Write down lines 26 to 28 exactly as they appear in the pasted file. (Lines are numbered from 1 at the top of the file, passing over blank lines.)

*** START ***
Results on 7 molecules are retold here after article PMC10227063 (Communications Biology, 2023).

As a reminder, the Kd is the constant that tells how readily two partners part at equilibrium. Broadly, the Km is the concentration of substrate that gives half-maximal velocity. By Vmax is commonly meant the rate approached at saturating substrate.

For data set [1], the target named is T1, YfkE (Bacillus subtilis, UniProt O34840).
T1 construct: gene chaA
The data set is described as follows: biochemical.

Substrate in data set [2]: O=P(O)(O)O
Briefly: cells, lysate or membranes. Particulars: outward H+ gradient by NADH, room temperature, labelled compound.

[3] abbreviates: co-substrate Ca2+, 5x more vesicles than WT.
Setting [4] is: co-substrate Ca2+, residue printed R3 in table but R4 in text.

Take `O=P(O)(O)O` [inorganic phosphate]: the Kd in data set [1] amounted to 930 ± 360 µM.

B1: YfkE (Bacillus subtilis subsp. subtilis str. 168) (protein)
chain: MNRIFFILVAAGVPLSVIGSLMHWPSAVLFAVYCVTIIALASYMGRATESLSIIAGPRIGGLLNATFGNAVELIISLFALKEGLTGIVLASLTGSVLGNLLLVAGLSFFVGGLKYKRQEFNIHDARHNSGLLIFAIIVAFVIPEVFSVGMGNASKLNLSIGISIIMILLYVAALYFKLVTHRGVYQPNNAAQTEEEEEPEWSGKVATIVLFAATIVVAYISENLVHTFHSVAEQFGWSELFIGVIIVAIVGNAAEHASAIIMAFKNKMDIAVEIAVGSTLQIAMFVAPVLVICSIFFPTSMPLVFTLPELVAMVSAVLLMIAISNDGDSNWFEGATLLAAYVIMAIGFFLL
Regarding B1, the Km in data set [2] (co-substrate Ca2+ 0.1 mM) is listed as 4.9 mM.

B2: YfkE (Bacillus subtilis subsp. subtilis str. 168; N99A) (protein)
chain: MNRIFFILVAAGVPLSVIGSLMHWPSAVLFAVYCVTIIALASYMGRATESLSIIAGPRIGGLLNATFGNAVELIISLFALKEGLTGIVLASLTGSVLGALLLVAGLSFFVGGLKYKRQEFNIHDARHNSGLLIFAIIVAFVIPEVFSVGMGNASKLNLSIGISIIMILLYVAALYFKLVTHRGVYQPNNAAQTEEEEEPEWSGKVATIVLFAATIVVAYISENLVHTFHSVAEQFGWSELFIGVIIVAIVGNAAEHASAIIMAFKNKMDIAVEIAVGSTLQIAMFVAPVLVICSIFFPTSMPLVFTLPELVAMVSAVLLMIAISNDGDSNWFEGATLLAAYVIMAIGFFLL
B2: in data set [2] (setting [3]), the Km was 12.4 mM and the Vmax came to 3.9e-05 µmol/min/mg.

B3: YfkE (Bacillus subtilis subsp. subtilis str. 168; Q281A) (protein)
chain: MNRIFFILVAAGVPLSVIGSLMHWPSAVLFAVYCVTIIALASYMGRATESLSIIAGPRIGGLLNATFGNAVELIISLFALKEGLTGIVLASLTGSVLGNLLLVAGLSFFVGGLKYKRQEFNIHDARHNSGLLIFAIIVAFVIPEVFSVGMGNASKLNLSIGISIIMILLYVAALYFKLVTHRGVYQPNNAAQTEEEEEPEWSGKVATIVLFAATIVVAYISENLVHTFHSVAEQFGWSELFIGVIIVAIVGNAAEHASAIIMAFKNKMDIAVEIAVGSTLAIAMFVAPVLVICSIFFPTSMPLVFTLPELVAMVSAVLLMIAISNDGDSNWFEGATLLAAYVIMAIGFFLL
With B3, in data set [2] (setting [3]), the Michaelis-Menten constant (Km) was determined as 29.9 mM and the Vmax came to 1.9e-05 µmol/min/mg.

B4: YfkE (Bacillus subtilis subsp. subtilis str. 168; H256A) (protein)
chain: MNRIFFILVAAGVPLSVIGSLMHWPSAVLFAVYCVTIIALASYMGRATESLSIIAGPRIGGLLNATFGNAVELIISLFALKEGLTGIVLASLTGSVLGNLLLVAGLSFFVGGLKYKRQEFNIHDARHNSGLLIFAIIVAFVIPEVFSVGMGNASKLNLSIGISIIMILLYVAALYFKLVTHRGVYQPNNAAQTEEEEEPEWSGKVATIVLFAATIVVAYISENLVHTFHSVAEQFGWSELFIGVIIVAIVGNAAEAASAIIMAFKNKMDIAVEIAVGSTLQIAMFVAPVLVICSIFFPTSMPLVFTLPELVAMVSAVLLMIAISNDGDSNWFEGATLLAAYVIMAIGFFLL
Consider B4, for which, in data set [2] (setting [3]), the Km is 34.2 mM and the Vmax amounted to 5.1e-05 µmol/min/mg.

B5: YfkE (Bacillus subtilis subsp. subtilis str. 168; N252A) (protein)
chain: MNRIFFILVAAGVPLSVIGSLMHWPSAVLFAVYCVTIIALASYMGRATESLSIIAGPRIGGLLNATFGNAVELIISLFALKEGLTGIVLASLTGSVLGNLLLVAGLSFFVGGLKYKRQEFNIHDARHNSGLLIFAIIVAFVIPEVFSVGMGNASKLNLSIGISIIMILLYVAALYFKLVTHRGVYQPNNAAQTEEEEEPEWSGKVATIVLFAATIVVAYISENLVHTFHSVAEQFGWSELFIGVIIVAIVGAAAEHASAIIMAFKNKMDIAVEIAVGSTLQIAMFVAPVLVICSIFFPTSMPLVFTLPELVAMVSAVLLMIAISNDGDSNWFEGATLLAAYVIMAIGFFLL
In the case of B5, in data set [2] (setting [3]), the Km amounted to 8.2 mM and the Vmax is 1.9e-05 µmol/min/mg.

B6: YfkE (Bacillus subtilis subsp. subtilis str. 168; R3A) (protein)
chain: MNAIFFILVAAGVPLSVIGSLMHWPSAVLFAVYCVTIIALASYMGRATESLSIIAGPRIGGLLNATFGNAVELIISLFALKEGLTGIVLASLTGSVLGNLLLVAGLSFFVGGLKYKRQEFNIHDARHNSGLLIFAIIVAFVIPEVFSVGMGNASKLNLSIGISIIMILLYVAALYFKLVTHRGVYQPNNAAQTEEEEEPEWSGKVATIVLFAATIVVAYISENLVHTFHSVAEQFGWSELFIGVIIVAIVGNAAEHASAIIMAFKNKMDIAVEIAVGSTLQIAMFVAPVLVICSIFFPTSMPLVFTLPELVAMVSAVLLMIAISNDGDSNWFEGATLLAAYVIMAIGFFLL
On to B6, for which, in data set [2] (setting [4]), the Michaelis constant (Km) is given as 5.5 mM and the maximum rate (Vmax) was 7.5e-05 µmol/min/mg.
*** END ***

B6: YfkE (Bacillus subtilis subsp. subtilis str. 168; R3A) (protein)
chain: MNAIFFILVAAGVPLSVIGSLMHWPSAVLFAVYCVTIIALASYMGRATESLSIIAGPRIGGLLNATFGNAVELIISLFALKEGLTGIVLASLTGSVLGNLLLVAGLSFFVGGLKYKRQEFNIHDARHNSGLLIFAIIVAFVIPEVFSVGMGNASKLNLSIGISIIMILLYVAALYFKLVTHRGVYQPNNAAQTEEEEEPEWSGKVATIVLFAATIVVAYISENLVHTFHSVAEQFGWSELFIGVIIVAIVGNAAEHASAIIMAFKNKMDIAVEIAVGSTLQIAMFVAPVLVICSIFFPTSMPLVFTLPELVAMVSAVLLMIAISNDGDSNWFEGATLLAAYVIMAIGFFLL
On to B6, for which, in data set [2] (setting [4]), the Michaelis constant (Km) is given as 5.5 mM and the maximum rate (Vmax) was 7.5e-05 µmol/min/mg.